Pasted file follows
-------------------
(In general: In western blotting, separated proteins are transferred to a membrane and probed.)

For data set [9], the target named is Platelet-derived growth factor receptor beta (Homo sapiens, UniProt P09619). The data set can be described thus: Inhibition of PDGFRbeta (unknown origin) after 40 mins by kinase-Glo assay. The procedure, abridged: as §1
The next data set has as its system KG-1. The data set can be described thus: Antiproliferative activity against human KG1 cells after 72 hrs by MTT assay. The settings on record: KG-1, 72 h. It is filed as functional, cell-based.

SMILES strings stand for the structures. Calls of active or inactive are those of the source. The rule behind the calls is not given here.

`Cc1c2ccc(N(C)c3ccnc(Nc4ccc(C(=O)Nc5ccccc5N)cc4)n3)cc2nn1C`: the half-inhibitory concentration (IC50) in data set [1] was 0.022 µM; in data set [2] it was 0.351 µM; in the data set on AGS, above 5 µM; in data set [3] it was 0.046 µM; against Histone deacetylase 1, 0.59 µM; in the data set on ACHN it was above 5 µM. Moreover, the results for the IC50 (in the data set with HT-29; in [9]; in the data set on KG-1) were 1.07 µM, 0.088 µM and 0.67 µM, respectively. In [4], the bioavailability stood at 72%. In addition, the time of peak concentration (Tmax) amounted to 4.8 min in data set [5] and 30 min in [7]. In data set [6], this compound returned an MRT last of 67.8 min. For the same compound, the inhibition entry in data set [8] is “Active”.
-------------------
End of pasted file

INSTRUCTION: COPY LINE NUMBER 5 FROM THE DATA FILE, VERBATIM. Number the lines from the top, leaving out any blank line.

`Cc1c2ccc(N(C)c3ccnc(Nc4ccc(C(=O)Nc5ccccc5N)cc4)n3)cc2nn1C`: the half-inhibitory concentration (IC50) in data set [1] was 0.022 µM; in data set [2] it was 0.351 µM; in the data set on AGS, above 5 µM; in data set [3] it was 0.046 µM; against Histone deacetylase 1, 0.59 µM; in the data set on ACHN it was above 5 µM. Moreover, the results for the IC50 (in the data set with HT-29; in [9]; in the data set on KG-1) were 1.07 µM, 0.088 µM and 0.67 µM, respectively. In [4], the bioavailability stood at 72%. In addition, the time of peak concentration (Tmax) amounted to 4.8 min in data set [5] and 30 min in [7]. In data set [6], this compound returned an MRT last of 67.8 min. For the same compound, the inhibition entry in data set [8] is “Active”.